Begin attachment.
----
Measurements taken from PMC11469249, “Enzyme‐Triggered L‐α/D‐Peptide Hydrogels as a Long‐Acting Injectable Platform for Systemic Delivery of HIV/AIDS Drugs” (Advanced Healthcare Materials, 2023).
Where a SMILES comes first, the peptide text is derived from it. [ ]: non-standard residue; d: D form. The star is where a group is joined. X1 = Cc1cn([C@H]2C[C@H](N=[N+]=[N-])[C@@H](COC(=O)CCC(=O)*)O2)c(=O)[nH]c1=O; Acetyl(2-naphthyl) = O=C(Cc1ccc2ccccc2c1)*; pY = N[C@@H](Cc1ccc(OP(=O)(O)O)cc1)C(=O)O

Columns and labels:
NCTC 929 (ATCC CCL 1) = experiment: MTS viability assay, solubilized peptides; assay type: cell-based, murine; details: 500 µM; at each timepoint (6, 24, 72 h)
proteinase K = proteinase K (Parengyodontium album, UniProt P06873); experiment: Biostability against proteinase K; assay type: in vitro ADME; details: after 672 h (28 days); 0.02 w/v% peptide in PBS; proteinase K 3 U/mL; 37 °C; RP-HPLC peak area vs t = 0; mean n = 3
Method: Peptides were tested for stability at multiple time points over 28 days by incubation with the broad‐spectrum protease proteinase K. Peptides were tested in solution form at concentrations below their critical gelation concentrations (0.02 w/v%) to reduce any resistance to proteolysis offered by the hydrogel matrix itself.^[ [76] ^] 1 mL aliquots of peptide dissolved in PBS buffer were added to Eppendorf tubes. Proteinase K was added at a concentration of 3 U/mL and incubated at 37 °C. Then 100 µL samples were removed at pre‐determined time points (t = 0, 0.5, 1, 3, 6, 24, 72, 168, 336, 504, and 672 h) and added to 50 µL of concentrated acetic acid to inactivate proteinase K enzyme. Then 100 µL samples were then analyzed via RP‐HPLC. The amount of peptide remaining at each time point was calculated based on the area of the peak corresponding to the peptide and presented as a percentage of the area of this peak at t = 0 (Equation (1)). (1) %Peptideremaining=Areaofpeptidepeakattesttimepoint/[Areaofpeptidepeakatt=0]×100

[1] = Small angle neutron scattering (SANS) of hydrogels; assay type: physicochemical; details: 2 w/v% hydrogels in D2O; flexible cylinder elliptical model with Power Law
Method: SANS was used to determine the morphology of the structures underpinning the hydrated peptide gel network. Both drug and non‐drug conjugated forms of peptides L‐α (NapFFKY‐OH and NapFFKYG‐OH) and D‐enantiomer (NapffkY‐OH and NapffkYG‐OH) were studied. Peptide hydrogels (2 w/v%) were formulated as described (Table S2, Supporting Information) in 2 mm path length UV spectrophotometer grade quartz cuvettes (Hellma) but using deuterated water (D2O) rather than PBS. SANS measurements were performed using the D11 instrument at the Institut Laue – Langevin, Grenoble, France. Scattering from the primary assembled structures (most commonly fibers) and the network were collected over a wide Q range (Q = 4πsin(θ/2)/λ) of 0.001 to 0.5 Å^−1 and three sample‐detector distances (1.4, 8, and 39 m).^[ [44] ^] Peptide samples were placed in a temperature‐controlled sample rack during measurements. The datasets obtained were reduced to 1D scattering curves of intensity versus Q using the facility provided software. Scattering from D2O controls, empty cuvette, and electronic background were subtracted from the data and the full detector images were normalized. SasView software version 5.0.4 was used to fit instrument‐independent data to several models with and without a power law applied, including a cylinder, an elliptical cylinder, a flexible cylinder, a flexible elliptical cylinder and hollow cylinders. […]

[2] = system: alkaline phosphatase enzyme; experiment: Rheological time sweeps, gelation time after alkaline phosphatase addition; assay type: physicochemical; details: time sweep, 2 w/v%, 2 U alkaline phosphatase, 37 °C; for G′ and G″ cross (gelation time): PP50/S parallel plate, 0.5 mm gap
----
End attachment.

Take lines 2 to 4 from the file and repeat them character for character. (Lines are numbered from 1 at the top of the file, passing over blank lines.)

Where a SMILES comes first, the peptide text is derived from it. [ ]: non-standard residue; d: D form. The star is where a group is joined. X1 = Cc1cn([C@H]2C[C@H](N=[N+]=[N-])[C@@H](COC(=O)CCC(=O)*)O2)c(=O)[nH]c1=O; Acetyl(2-naphthyl) = O=C(Cc1ccc2ccccc2c1)*; pY = N[C@@H](Cc1ccc(OP(=O)(O)O)cc1)C(=O)O

Columns and labels:
NCTC 929 (ATCC CCL 1) = experiment: MTS viability assay, solubilized peptides; assay type: cell-based, murine; details: 500 µM; at each timepoint (6, 24, 72 h)